Joplin Man Convicted in Meth Conspiracy

SPRINGFIELD, Mo. -- A jury convicted a 24-year-old Joplin man after less than two hours of deliberation for his role in distributing large amounts of meth in southwest Missouri.

Santiago Soto-Garcia was found guilty Thursday of participating in a conspiracy to distribute meth, possessing meth with the intent to distribute and possessing firearms in furtherance of a drug-trafficking crime.

The jury also convicted him of a forfeiture allegation, requiring him to forfeit $7,000 - seized by law enforcement and derived from the proceeds of the conspiracy - to the government.

Three co-defendants, 21-year-old Destiny O'Brien, of Joplin, and 24-year-old Michael L. Gonzalez, of Texas, also pled guilty to their roles. 

Gonzalez allegedly helped Soto-Garcia and O'Brien distribute multiple-pounds of meth in the Joplin area from late 2014 to August 2015. 

The three were arrested on Aug. 11, 2015, after a traffic stop, when a Joplin Police officer saw two pistols on the floor on the passenger side and they were told to get out of the vehicle. 

A K-9 was alerted to narcotics inside the 2006 BMW but when the officer tried to open the door, it was locked. 

Soto-Garcia, the driver, had locked the doors and when the officer asked for the key fob, Soto-Garcia threw it under the patrol vehicle and began struggling with the officers. O'Brien grabbed the key fob and also began struggling with officers.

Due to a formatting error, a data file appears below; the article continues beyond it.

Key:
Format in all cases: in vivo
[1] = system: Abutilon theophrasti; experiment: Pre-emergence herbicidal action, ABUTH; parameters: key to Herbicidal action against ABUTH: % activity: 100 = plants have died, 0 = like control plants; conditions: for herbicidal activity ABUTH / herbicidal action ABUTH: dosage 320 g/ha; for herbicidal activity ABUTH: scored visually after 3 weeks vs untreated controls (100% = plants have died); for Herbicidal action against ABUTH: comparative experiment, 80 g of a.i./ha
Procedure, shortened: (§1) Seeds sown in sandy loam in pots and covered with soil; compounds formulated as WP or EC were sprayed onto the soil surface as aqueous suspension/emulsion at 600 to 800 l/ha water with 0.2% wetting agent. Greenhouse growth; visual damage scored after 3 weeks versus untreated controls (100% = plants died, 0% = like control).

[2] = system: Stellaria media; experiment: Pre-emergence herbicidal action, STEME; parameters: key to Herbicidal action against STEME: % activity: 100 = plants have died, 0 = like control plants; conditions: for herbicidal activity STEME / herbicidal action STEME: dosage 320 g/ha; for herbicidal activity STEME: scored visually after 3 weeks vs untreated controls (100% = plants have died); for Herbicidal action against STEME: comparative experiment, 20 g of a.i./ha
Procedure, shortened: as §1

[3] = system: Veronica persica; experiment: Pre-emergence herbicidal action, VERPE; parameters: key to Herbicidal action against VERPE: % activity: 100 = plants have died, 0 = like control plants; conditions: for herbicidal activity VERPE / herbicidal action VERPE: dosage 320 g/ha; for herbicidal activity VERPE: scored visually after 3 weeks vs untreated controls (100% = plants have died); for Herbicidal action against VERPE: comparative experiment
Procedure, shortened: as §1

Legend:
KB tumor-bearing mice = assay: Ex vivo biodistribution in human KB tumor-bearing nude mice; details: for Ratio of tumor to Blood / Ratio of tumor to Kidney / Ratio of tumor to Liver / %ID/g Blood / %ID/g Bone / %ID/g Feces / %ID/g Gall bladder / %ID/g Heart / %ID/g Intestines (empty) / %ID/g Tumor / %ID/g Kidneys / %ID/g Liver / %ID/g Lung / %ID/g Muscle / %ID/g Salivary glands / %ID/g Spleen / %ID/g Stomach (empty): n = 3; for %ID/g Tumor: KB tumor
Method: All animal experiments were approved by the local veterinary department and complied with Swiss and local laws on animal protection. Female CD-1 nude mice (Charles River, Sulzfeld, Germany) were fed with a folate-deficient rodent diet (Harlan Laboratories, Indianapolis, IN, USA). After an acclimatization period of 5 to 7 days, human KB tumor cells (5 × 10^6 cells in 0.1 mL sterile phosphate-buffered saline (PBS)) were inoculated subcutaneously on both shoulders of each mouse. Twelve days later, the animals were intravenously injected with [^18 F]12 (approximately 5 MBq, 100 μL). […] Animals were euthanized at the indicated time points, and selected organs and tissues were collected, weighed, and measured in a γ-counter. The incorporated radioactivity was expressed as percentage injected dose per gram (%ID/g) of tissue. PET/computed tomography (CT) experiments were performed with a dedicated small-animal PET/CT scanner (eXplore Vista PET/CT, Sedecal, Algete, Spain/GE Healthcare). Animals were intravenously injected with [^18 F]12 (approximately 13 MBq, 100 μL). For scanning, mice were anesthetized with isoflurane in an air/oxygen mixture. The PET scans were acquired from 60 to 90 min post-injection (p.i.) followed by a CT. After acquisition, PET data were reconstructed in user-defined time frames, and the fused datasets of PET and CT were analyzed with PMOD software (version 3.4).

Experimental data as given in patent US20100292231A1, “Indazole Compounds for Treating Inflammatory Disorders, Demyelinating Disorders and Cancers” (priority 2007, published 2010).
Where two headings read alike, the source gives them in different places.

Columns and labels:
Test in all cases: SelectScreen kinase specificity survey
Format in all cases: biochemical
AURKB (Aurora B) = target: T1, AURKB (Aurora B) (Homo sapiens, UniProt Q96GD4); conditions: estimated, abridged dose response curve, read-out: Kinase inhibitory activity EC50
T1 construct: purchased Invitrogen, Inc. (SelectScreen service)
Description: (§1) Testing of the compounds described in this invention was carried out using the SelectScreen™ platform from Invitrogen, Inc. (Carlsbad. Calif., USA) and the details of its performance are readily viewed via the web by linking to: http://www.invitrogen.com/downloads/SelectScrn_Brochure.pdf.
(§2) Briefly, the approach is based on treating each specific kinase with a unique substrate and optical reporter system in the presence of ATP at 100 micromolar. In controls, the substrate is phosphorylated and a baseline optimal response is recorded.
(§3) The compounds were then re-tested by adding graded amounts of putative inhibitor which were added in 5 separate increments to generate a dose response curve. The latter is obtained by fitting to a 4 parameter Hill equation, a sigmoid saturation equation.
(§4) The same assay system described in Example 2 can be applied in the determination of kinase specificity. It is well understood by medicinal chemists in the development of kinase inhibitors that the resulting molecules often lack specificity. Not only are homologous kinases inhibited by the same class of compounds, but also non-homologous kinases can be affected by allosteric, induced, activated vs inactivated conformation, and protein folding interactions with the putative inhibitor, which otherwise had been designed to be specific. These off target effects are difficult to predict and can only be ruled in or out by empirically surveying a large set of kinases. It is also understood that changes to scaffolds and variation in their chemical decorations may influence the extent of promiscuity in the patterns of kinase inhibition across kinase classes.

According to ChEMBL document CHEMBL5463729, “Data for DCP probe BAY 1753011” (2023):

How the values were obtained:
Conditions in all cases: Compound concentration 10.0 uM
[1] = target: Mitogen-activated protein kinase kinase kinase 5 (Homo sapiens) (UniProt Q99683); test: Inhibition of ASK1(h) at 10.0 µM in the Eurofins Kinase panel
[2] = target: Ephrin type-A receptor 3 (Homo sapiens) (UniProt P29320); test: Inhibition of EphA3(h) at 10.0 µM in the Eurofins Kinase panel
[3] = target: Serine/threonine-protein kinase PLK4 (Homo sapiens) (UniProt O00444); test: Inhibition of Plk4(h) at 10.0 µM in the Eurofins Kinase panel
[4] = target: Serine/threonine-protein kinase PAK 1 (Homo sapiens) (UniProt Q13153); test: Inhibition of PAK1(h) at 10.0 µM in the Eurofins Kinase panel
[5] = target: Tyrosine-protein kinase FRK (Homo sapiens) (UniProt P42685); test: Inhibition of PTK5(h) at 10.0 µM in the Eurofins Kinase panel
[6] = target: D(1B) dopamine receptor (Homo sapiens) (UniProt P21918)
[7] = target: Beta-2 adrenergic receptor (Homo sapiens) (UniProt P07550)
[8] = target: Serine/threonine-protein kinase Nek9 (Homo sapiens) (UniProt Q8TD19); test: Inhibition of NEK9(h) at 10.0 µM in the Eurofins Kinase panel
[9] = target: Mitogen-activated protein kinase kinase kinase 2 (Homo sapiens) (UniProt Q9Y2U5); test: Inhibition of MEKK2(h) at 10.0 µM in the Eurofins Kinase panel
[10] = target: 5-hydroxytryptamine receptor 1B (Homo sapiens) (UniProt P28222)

Then, officers arrested Soto-Garcia and O'Brien. When officers found a pound of meth in the BMW, they also arrested Gonzalez. 

After searching Soto-Garcia's home, investigators found a Smith & Wesson .40-caliber handgun, a Tanfoglio .40-caliber handgun, a Sig Sauer 9mm handgun, a North American Arms 22-caliber magnum revolver, ammunition, a bullet-proof vest, a money counter, and about five grams of meth. They searched a stash house as well, where they found a Phoenix Arms .22-caliber handgun and around 852.3 grams of methamphetamine hidden in an air vent. 

Soto-Garcia could be sentenced to a minimum of 15 years in federal prison up to life in prison without parole. 

The Drug Enforcement Administration, the FBI, ATF, the Missouri State Highway Patrol, Joplin Police Department and Ozark Drug Enforcement Team investigated the case. 


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